But even libertarians who think that marriage should remain statist and be extended to same-sex couples (i.e., me) are opposed to the tactics the Left has used to implement it, specifically to its judicial imposition.  The only methods I endorse for changing this are popular legislation or — preferably — state constitutional amendment.

    Both kinds of libertarians are opposed to the Left’s use of public accommodation laws against people who object to SSM.

    These are substantial differences.

    PracticalMary:

    The Left is not a friend in any way to Libertarians.

    As I said in our last go around on this, I don’t aspire to be the Left’s friend and they certainly don’t want to be a friend of mine.

    • #14
  15. Profile Photo Member
    @
    Reply to Tom: Edited 39 minutes ago

    Yes, it should be, but that’s not what is happening. I guess you’ve read all of the linked articles, plus the ones here on Ricochet, a little differently than I not to mention the fact the actual consequences have not been freedom oriented. Motivations don’t really matter if the outcome is the same as the Lefts’. The Left also believe they do, though.Rand Paul and Epstein are smart to distance themselves. I’ve been waiting to see if the So-Left Libertarians will attack him for it, but so far they’ve been pretty smart. I never thought ‘imperfect’ belief in Libertarian economics would be a factor in their backing him, however.
    • #15
  16. Profile Photo Inactive
    @DocJay

    I love Rand Paul for a few reasons. I agree with him on most issues and he’s calmer than I am. He also is an honorable physician. Most of all, he hasn’t sold his soul to crime which likely about 95% of the slime in Washington have. Maybe one day I’ll get over honesty and integrity being important.

    • #16
  17. Profile Photo Contributor
    @PeterRobinson

    Edward Smith, above, says it all:  “I find it difficult to dislike either Rand Paul or Richard Epstein.”

    • #17
  18. Profile Photo Contributor
    @tommeyer
    PracticalMary

    I guess you’ve read all of the linked articles, plus the ones here on Ricochet, a little differently than I not to mention the fact the actual consequences have not been freedom oriented.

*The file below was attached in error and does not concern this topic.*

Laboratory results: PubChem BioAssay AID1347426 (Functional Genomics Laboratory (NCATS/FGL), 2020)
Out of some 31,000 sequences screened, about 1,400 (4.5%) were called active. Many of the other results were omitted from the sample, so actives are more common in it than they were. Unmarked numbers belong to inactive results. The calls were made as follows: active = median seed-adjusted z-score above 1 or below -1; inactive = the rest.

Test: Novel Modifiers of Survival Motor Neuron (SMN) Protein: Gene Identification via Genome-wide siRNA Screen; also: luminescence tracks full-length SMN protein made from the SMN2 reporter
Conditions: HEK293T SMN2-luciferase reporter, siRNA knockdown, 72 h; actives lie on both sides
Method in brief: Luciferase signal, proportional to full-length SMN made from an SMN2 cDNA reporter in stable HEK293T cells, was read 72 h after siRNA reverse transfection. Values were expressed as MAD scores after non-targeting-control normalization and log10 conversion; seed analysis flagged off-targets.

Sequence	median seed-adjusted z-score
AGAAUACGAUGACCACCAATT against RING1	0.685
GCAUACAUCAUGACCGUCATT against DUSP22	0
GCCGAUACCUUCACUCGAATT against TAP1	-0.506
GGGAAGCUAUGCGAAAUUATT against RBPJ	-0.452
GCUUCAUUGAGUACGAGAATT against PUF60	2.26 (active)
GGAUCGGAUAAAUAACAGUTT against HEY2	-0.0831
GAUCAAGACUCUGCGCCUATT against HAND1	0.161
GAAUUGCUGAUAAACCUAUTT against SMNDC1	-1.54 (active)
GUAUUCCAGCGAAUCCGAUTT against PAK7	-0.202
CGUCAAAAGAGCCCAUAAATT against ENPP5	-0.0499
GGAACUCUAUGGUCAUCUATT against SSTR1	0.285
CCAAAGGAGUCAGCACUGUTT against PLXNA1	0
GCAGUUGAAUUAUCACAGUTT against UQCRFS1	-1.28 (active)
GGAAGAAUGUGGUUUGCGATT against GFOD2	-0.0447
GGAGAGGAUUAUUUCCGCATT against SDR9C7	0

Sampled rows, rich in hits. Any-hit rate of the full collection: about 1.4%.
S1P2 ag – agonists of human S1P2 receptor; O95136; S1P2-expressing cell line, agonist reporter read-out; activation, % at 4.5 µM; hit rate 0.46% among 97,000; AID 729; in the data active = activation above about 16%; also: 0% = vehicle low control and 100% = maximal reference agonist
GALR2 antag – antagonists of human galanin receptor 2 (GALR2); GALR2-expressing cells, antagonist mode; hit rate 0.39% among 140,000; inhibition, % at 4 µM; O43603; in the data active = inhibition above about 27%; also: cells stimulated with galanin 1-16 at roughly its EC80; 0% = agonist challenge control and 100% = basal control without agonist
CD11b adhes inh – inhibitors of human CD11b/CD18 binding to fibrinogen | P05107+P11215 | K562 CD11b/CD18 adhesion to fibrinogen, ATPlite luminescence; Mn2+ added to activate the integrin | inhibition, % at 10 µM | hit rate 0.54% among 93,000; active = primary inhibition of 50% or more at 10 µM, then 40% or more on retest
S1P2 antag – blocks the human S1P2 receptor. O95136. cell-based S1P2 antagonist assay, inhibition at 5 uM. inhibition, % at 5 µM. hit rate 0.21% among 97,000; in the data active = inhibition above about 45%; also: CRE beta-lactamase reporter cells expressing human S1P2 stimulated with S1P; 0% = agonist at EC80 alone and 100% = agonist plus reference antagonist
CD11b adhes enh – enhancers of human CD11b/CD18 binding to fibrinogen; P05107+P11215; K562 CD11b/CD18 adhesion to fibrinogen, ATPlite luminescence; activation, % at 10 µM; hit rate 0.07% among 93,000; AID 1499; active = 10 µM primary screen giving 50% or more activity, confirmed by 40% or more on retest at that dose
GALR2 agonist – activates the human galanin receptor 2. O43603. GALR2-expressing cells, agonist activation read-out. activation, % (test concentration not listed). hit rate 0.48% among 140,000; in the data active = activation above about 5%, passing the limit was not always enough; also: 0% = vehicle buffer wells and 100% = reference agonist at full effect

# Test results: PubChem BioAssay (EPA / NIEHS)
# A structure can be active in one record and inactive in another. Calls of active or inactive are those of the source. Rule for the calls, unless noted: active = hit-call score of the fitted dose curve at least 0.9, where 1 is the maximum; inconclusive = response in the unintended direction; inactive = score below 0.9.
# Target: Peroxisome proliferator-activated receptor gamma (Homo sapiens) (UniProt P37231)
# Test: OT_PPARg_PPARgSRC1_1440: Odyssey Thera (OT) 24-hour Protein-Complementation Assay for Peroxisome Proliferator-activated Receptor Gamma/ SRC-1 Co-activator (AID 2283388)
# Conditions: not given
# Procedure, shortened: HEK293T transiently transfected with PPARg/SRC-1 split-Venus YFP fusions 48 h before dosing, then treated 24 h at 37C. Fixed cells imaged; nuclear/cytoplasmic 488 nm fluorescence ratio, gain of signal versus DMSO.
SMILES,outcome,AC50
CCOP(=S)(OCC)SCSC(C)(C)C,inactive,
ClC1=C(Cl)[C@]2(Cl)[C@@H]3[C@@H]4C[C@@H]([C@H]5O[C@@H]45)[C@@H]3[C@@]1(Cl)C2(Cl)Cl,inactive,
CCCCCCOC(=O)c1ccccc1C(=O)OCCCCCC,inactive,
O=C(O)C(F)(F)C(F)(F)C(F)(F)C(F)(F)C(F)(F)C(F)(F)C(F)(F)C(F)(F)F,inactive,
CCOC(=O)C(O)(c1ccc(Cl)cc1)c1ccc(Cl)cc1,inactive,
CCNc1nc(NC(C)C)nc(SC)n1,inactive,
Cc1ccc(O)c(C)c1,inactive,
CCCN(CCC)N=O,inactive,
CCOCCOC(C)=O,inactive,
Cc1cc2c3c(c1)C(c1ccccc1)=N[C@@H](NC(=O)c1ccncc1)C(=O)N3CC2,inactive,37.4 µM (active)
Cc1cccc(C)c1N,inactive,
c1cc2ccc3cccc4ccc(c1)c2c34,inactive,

I don’t contest that SSM has been implemented in a way that violates the liberty of those who object to it.  I object to those violations and believe that they are serious.

    Our point of disagreement is whether these violations are intrinsic to SSM itself or whether they flow from other positions common to those on the Left who favor SSM; i.e., Leftist jurisprudence and attitudes toward public accommodation laws.

    You seem to be arguing that an expression of affinity for any narrow aim shared with the Left (e.g., that marriage should be extended to gays) implies a complete endorsement of all the tactics used to implement that aim.  It’s like saying one can’t endorse capital punishment under any circumstances — even for serial murderers — because some people would use it against jaywalkers.

    • #18
  19. Profile Photo Inactive
    @DavidWilliamson

    I like ’em both, but prefer Senator Cruz.

    • #19
  20. Profile Photo Inactive
    @BrentB67

    Tom, your feedback in 13 is appreciated and your criticism in 14 is sound.

    • #20
  21. Profile Photo Inactive
    @KevinF

    Super glad to read this from Epstein.

    • #21
  22. Profile Photo Contributor
    @tommeyer

    No problem, Brent.

    • #22
  23. Profile Photo Inactive
    @DavidClayton

    I just adore Epstein as a thinker. And the rigorous structure of his sentences–even as spoken extemporaneously, amazingly, during his podcasts–bowls me over. And Rand Paul is a man after my heart. But I’m sure it’s just a matter of time before he lets me down in some big way like all politicians inevitably do.

    In any case, did anyone go back and read the NYT profile Epstein was responding to? Very thin stuff being served up to connect Paul the younger to the hardcore brand of libertarianism. Almost entirely guilt by association with his old man, and then by extension the elder’s old-time campaigners, newsletter-writers and assorted other fellow travelers. The usual suspects: Lew Rockwell, etc. Several degrees of separation from Rand, who it seems to me has been pretty careful in his public pronouncements to condemn and distance himself from the extreme positions.

    Rand is–successfully for the most part, so far–walking a tightrope to appeal to mainstream Republicans while giving just enough of a whiff of “true belief” to the libertarian purists.

    • #23
  24. Profile Photo Inactive
    @DavidClayton
    And I do sometimes worry about Rand Paul pursuing and advocating wrong-headed and (less often) overly simplified ideas and policies.

    I hope I’m not wrongly optimistic in thinking when he sounds so overly simplified that it’s just a result of his need to get in quick and digestible soundbites. A curse of our politics, but not his fault entirely.

    His old man had a tendency to do this too. Hideously so during presidential primary debates, when he’d spout libertarian ideas in forms so simple and devoid of nuance it would make your head spin. Not since freshman year in the dorms amid clouds of billowing bong smoke had you heard such clumsy articulations of libertarian ideas. But then the funny thing was, you’d catch old Ron Paul at some godawful hour on C-SPAN when no one was watching, he’d be talking at length to some group, Young America’s Foundation or something, and you’d notice that once able to speak at length, he was much better and somewhat less crazy sounding than you were used to.